NASA and the family of astronaut Lisa Nowak released separate statements late Tuesday on the spaceflyer's Monday arrest by Florida police.
"We are deeply saddened by this tragic event," said Michael Coats, director of NASA's Johnson Space Center in Houston where astronauts are trained, in the space agency's statement. "The charges against Lisa Nowak are serious ones that must be decided by the judicial system."
Police officers in Orlando, Florida arrested Nowak early Monday, charging her first with attempted kidnapping and other counts, then later adding the attempted murder count based on weapons and items authorities said they found with the astronaut or in her car.
Police charged Nowak with acting out a bizarre plan to kidnap Colleen Shipman, a woman the astronaut reportedly believed to be involved with another NASA spaceflyer - shuttle pilot William Oefelein.
Nowak allegedly drove the 900 miles (about 1,500 kilometers) from her Houston home to the Orlando airport to confront Shipman, according to an arrest affidavit. She was released from jail Tuesday on $25,500 bail, the Associated Press reported.
Coats stated that Nowak, a 43-year-old U.S. Navy captain and trained space shuttle mission specialist, has been removed from flight status and all mission-related activities.
"She is officially on 30-day leave and has been removed from flight status and all mission-related activities," Coats said in the statement. "We will continue to monitor developments in the case."
NASA spokesperson Kylie Clem, of the Johnson Space Center, told SPACE.com Tuesday that Nowak was preparing to serve as a spacecraft communicator, or CAPCOM, during the space agency's next shuttle mission -- STS-117 aboard the Atlantis orbiter -- slated to launch on March 15.
A veteran U.S. Navy captain and native of Washington, D.C., Nowak is a mother to a teenage son and two young daughters and first joined NASA's astronaut ranks in April 1996.
After more than a decade of training and preparation, Nowak served as a shuttle and space station robotic arm handler during NASA's STS-121 mission -- the agency's second test flight following the 2003 Columbia accident. The astronaut launched with her five fellow crewmates on July 4, 2006 on a 13-day flight to the International Space Station (ISS), during which she and fellow robotics specialist Stephanie Wilson were dubbed "Robochicks" by flight controllers [image].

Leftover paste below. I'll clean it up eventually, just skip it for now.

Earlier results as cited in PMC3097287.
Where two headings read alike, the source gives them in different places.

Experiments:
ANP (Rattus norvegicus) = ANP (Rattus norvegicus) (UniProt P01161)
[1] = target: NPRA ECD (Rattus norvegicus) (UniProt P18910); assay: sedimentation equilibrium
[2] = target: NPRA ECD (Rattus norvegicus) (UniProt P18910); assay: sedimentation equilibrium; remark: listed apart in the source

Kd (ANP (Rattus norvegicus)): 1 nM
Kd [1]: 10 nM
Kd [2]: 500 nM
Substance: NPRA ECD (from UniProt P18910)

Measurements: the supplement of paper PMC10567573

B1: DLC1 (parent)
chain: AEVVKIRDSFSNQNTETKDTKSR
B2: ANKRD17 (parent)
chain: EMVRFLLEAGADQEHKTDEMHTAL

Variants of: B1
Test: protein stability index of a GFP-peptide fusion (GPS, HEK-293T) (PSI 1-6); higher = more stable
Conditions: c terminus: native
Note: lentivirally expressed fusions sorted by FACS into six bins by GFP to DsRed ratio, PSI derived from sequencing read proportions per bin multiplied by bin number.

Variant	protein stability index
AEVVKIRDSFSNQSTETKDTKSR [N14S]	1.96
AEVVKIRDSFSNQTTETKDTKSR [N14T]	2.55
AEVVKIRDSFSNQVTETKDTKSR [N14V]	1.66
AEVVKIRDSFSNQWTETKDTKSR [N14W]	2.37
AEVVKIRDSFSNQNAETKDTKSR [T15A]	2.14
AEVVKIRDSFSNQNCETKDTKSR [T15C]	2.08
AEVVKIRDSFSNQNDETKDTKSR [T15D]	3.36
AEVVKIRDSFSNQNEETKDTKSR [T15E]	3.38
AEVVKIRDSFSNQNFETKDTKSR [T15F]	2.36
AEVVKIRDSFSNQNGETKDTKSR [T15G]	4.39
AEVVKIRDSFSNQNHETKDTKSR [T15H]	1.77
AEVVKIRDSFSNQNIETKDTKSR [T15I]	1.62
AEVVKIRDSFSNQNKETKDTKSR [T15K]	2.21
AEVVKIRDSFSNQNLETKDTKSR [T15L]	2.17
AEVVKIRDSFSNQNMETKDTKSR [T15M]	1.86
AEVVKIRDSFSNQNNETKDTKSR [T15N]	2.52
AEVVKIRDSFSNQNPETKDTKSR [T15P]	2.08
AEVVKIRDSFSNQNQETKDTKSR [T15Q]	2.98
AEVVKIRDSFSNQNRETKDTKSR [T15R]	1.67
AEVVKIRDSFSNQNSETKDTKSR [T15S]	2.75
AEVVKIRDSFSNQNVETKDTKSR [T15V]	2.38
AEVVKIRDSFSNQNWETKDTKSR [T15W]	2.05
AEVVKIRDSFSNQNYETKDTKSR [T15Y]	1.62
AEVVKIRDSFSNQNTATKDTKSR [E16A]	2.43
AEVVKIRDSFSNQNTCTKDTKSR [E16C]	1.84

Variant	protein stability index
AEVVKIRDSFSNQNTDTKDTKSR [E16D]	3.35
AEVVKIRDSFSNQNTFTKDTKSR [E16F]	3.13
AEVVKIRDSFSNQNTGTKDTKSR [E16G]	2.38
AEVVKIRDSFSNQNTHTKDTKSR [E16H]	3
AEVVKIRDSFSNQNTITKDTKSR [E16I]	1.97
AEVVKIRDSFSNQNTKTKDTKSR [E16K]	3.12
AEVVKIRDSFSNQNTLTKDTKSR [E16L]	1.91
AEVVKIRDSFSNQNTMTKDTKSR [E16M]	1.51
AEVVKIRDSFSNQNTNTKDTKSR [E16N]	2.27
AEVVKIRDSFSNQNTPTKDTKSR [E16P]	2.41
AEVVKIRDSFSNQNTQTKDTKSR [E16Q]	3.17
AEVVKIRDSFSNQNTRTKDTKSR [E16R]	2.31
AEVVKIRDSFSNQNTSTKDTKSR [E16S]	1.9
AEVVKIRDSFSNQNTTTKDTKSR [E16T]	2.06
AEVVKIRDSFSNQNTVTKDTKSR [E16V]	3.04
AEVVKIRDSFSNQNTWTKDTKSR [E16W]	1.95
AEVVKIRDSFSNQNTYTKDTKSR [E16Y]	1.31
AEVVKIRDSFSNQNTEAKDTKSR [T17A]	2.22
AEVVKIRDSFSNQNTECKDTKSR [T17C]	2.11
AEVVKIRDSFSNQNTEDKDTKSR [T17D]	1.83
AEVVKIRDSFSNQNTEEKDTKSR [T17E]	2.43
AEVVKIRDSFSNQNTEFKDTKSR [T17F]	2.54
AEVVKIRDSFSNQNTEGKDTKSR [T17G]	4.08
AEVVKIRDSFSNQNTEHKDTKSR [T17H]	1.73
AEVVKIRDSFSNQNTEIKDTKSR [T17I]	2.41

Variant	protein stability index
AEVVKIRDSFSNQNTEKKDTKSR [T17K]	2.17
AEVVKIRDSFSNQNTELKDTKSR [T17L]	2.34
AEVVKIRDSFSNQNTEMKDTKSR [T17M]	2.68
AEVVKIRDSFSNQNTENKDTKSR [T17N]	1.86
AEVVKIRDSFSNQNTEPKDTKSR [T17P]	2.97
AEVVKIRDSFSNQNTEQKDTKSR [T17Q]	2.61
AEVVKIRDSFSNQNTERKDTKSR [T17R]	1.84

"Lisa is a very intelligent, accomplished individual," Nowak's family said in a statement released late Tuesday. "As a graduate of the U.S. Naval Academy, and in her professional career in the Navy and NASA's Space Shuttle program, she has served over 20 years with an unblemished record."
Nowak trained alongside Oefelein in the past, but the two astronauts have not flown together. Oefelein, a Navy commander who joined NASA in 1998, made his first spaceflight in December during the STS-116 mission to the ISS aboard the Discovery orbiter.
In their statement, Nowak's family members thanked supporters for their thoughts and prayers, and added that she is "an extremely caring and dedicated mother to her three children."
"We are naturally saddened and extremely concerned about the serious allegations being made against Lisa," the family's statement read. "We love her very much, and right now, our primary focus is on her health and well-being."
According to the statement, Nowak and her husband Richard have been married for 19 years, but separated a few weeks ago.
"Considering both her personal and professional life, these alleged events are completely out of character and have come as a tremendous shock to our family," the family's statement read. "We hope that the public will keep an open mind about what the facts will eventually show and that the legal system will be allowed to run its course."
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